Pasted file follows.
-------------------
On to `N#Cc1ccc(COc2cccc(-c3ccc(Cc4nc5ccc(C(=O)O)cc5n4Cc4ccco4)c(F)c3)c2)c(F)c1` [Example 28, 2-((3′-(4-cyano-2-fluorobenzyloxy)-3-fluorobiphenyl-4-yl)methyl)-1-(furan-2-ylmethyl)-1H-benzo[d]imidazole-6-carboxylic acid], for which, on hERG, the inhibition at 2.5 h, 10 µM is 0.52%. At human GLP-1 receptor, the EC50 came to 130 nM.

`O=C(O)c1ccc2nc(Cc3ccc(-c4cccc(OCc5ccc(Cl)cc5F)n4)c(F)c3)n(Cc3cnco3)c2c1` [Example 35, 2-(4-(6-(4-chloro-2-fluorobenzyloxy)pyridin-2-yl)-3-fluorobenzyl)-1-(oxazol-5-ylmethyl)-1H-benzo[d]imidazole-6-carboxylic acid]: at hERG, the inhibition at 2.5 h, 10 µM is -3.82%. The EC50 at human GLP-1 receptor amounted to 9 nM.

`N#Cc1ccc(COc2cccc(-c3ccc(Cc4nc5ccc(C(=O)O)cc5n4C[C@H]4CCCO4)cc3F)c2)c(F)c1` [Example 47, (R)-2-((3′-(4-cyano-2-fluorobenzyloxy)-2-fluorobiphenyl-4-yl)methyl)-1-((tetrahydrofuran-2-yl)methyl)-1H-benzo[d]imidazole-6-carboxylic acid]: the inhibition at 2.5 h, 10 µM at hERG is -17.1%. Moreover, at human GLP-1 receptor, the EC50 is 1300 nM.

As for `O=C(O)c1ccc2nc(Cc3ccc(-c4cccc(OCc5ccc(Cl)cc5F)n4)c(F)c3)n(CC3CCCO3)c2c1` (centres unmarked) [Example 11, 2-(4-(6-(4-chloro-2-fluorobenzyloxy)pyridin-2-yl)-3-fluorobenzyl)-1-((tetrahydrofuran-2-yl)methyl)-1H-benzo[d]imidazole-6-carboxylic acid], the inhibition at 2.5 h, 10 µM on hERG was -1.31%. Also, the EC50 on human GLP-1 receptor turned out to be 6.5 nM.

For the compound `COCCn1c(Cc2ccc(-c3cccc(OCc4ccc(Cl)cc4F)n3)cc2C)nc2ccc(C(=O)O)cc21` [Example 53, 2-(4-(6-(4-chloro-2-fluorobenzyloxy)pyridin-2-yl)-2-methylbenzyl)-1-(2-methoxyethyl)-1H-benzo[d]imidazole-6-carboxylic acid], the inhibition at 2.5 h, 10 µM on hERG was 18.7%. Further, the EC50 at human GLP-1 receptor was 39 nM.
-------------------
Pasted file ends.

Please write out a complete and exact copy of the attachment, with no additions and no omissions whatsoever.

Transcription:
On to `N#Cc1ccc(COc2cccc(-c3ccc(Cc4nc5ccc(C(=O)O)cc5n4Cc4ccco4)c(F)c3)c2)c(F)c1` [Example 28, 2-((3′-(4-cyano-2-fluorobenzyloxy)-3-fluorobiphenyl-4-yl)methyl)-1-(furan-2-ylmethyl)-1H-benzo[d]imidazole-6-carboxylic acid], for which, on hERG, the inhibition at 2.5 h, 10 µM is 0.52%. At human GLP-1 receptor, the EC50 came to 130 nM.

`O=C(O)c1ccc2nc(Cc3ccc(-c4cccc(OCc5ccc(Cl)cc5F)n4)c(F)c3)n(Cc3cnco3)c2c1` [Example 35, 2-(4-(6-(4-chloro-2-fluorobenzyloxy)pyridin-2-yl)-3-fluorobenzyl)-1-(oxazol-5-ylmethyl)-1H-benzo[d]imidazole-6-carboxylic acid]: at hERG, the inhibition at 2.5 h, 10 µM is -3.82%. The EC50 at human GLP-1 receptor amounted to 9 nM.

`N#Cc1ccc(COc2cccc(-c3ccc(Cc4nc5ccc(C(=O)O)cc5n4C[C@H]4CCCO4)cc3F)c2)c(F)c1` [Example 47, (R)-2-((3′-(4-cyano-2-fluorobenzyloxy)-2-fluorobiphenyl-4-yl)methyl)-1-((tetrahydrofuran-2-yl)methyl)-1H-benzo[d]imidazole-6-carboxylic acid]: the inhibition at 2.5 h, 10 µM at hERG is -17.1%. Moreover, at human GLP-1 receptor, the EC50 is 1300 nM.

As for `O=C(O)c1ccc2nc(Cc3ccc(-c4cccc(OCc5ccc(Cl)cc5F)n4)c(F)c3)n(CC3CCCO3)c2c1` (centres unmarked) [Example 11, 2-(4-(6-(4-chloro-2-fluorobenzyloxy)pyridin-2-yl)-3-fluorobenzyl)-1-((tetrahydrofuran-2-yl)methyl)-1H-benzo[d]imidazole-6-carboxylic acid], the inhibition at 2.5 h, 10 µM on hERG was -1.31%. Also, the EC50 on human GLP-1 receptor turned out to be 6.5 nM.

For the compound `COCCn1c(Cc2ccc(-c3cccc(OCc4ccc(Cl)cc4F)n3)cc2C)nc2ccc(C(=O)O)cc21` [Example 53, 2-(4-(6-(4-chloro-2-fluorobenzyloxy)pyridin-2-yl)-2-methylbenzyl)-1-(2-methoxyethyl)-1H-benzo[d]imidazole-6-carboxylic acid], the inhibition at 2.5 h, 10 µM on hERG was 18.7%. Further, the EC50 at human GLP-1 receptor was 39 nM.